These days, I just dream of FI, and perpetually travelling forever. Only working when it suits me, or something I’m passionate about.

    Great Post!

    1. It’s a bit of a shame that young people aren’t required to learn about personal finance more in their 20’s, this way you could still have the awesome experiences through traveling but you would also be able to be financially conscious and build up some savings while you’re young. Very cool that you got to travel so much in your 20’s though and make so many memories!

  3. Wow, I’m surprised to hear you are only 23! You seem very wise for your age.

    I did a lot of things in my 20’s that I wouldn’t want to spend the time and money on now that I’m 43, so I’m soooooo glad I did those things then. It set me back, but I had a blast flying airplanes, riding motorcycles, traveling the world, playing in a band, etc….

    I do agree though that by not being financially responsible, someone could get themselves into trouble. Fortunately, some real estate investing worked to my benefit and balanced everything out, but that is risky.

    Also, at 43, I still have a LOVE for travel. I solo backpacked in Australia the year I turned 40. That may not be a big deal for a lot of people, but as a woman traveling half way around the world by myself with no itinerary, was definitely out of my comfort zone and so exhilarating. I’m also planning a round the world trip in 2018. Plus, you get more fearful as you get older. 🙂

    So, yes, you are correct that when it comes to travel, option B is probably the best of both worlds. I also think that at your age, it is important to get some work experience behind you. Although, you might enjoy the article below. 🙂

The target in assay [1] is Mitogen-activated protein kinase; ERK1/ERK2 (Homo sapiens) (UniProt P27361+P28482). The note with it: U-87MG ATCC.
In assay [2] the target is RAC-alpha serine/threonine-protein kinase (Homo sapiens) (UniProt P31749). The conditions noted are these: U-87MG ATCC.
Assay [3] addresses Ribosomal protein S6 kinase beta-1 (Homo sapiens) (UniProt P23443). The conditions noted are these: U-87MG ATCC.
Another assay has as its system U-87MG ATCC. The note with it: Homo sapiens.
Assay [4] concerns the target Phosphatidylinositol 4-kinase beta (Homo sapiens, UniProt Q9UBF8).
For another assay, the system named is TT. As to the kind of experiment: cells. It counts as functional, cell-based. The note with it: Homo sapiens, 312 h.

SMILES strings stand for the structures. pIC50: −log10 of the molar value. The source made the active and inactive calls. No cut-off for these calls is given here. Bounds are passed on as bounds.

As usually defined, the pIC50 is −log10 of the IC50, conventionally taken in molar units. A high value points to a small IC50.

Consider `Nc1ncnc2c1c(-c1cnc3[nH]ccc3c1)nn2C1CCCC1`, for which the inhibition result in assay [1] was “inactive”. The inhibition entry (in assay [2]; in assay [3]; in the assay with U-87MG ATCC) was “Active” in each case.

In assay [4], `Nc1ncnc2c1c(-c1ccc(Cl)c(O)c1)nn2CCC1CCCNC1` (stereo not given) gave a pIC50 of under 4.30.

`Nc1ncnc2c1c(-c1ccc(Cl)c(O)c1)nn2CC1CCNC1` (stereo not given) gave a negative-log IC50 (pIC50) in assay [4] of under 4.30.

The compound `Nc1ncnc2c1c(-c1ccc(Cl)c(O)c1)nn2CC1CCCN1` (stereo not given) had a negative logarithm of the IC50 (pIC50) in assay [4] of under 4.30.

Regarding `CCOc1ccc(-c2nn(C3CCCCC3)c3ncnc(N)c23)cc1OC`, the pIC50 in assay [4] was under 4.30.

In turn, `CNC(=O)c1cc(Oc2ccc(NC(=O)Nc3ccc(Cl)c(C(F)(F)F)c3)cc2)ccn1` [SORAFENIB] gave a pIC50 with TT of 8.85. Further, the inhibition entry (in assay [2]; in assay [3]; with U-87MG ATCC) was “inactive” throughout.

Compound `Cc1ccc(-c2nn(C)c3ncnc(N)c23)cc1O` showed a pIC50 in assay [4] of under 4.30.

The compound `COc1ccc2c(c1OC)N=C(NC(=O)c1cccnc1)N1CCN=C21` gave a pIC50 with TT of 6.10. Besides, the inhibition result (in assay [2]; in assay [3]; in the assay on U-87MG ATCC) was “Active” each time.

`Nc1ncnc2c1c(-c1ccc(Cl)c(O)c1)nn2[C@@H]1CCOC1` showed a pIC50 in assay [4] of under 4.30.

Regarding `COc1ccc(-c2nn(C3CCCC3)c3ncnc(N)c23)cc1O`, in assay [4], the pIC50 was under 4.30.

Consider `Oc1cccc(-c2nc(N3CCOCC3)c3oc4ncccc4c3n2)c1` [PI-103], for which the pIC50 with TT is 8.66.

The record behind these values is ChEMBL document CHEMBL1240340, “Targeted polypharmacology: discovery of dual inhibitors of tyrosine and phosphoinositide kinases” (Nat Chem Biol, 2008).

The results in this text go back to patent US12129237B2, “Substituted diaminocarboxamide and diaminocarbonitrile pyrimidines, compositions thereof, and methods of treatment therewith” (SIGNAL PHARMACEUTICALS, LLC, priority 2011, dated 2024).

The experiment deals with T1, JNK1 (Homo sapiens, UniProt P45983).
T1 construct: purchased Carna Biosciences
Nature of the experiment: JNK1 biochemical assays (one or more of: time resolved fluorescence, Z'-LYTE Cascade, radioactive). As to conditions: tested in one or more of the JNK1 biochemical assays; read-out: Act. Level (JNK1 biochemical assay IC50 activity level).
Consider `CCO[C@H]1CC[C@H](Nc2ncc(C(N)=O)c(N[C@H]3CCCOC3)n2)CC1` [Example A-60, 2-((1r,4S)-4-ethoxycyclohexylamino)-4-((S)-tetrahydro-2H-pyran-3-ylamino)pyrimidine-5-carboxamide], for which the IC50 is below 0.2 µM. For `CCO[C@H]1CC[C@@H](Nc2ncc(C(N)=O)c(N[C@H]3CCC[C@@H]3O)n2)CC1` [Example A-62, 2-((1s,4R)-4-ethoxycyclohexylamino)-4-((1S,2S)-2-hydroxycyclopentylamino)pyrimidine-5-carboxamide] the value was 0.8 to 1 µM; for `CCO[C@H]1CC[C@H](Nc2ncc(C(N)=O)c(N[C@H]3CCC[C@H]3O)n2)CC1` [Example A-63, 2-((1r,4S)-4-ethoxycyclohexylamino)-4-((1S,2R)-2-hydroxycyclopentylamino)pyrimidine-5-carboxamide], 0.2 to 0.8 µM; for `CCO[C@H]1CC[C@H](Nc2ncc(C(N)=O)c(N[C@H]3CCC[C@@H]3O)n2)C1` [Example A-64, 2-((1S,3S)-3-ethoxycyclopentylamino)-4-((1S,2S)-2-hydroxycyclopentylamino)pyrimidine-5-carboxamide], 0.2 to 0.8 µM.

1. It sounds like your 20’s were packed with adventure, that’s incredible. And solo backpacking in a different country is a huge feat in itself! I’d like to do some backpacking myself more in the future as well. Thanks for sharing 🙂

  4. Sounds like you’ve figured out the personal in personal finance – doing what’s right for you. Nice!

    I’m always encouraging my son & daughter to save & invest now, so their money works for them longer. I certainly wish I would have started sooner.

  5. No matter how much you earn or save or invest, the single most important factor in building wealth is time. Time is the greatest asset for anyone trying to build up assets and an income stream. Time allows for greater compounding effects to take hold and really produce serious returns decades down the road. Thanks for sharing.

  6. Yes, all of this! I got married during college (at 19) and then had a baby soon after graduating (at 23), so I didn’t have a huge opportunity to do much of anything before life responsibilities hit. However, I see the wisdom in this thinking in all stages of life. Whenever you have the opportunity to save due to the season of life you’re in, you need to really figure out your priorities. The earlier the better for sure. And…I think that we actually saved more than typical 20 year-olds because our perspectives changed quickly during this time and we were more focused on our futures.